Posted by Joshua on Friday, October 26th, 2012
Aron Lund from Sweden writes: (See his excellent Syrian Jihadism)
I saw your latest post on Aleppo. Big things going on, but the situation in Kurdish Ashrafiye may have been misreported. The PYD/PKK is insistent that it remains in control of Ashrafiye, with no FSA or government presence at all. They blame the regime for indiscriminate artillery fire on the area which killed 15 people, and have put out a harsh statement on this.
But PYD also says that its YPG militia had previously stopped the FSA from entering. According to them, a 60-man FSA force moved into a part of the neighborhood and opened fire on government forces from there. This threatened to draw counter-fire on Ashrafiye, and PYD would have none of it. So YPG put up roadblocks and pushed the FSA out, “with no significant fighting”. It now claims to have Ashrafiye under total control, as before, and urges citizens to remain calm and not flee the neighborhood.
How that squares with FSA claims to have negotiated passage through Ashrafiye to attack gov posts is another story. The army’s shelling of the area was almost certainly intended as punishment for FSA activity in Ashrafiye, and it does seem likely that the FSA group would have had to secure YPG permission before going through, if that’s indeed what happened.
PYD statements seem to be playing to both sides. On the one hand, they blame the regime for the killings (which also included Arab and Turkmen casualties). On the other hand, they clarify that the PYD ban on rebel fighters in Kurdish neighborhoods remains in force, and that the YPG is prepared to fight any intruders. This is presumably a way to save the de facto non-belligerence pact they’ve had with the army, and avoid Kurdish casualties if and when the situation in Aleppo unravels. So in political terms, they’re restating Kurdish neutrality, and telling everyone involved to take their war elsewhere.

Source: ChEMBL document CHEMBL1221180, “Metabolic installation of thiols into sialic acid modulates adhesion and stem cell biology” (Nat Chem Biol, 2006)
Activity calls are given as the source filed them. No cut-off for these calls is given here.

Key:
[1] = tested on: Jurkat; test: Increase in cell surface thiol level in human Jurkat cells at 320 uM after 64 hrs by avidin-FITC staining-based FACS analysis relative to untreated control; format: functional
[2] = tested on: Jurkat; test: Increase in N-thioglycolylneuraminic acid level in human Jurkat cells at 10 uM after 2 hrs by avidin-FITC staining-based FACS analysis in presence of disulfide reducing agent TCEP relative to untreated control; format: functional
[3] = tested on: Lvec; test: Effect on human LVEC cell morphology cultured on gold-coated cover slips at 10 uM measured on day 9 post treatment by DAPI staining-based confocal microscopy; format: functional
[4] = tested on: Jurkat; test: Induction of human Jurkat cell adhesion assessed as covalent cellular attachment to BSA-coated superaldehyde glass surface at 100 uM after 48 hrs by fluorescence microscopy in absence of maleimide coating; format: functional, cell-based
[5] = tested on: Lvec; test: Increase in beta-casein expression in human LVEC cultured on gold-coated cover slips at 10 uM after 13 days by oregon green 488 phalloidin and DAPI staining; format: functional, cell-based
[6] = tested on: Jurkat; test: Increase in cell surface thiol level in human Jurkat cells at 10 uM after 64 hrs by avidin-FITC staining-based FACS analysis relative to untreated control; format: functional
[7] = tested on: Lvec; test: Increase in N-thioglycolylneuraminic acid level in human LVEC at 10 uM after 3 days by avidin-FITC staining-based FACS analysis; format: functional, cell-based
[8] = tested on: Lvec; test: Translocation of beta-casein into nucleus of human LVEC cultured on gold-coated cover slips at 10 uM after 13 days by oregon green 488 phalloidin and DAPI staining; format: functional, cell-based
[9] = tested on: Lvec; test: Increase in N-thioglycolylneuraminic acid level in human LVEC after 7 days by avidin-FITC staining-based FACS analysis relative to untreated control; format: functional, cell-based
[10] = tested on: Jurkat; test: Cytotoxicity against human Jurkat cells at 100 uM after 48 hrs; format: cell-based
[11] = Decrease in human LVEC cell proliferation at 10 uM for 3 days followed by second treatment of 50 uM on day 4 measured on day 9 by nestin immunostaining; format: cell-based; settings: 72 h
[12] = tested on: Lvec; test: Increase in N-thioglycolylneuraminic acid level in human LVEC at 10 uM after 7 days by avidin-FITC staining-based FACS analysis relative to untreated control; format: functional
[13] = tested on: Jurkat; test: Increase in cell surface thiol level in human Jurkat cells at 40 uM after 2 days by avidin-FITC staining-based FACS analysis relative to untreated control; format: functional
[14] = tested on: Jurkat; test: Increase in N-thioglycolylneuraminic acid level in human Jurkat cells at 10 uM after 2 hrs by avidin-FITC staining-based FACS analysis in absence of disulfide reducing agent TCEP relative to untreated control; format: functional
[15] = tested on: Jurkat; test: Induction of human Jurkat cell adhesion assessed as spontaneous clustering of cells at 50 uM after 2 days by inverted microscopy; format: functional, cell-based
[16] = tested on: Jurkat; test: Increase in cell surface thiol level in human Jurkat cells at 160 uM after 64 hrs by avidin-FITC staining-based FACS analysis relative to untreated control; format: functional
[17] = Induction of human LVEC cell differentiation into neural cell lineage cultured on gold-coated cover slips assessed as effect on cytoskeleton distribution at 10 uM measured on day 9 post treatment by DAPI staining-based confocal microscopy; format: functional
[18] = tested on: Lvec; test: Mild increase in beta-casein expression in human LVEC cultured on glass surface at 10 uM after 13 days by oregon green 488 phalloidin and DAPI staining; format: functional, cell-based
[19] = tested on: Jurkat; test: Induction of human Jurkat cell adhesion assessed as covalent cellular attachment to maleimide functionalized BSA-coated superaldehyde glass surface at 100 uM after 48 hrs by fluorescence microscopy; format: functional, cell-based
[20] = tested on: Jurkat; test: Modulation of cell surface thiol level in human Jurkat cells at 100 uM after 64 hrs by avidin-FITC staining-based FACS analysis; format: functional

best, Aron L.
Here is a quote from his report Syrian Jihadism
“The Syrian civil war is a sectarian conflict – among other things. It is also a conflict along socio-economic and urban-rural lines, a classic countryside jacquerie against an exploitative central government, albeit internally divided by the country’s religious divisions, which cut across other patterns of identity and loyalty. Then there is a political dimension to the struggle, with Bashar el-Assad’s loyalists battling to preserve the current power structure against demands for democratization and economic redistribution. And, last but not least, the conflict has transformed into a proxy war for influence among several regional and international powers, adding another layer of complexity. “ Aron Lund
My cousin in Syrian al-Jadide (سريان الجديدة) posted 7 hours ago that the FSA entered the neighborhood. An hour later she posted that the Syrian Army intervened and the FSA left.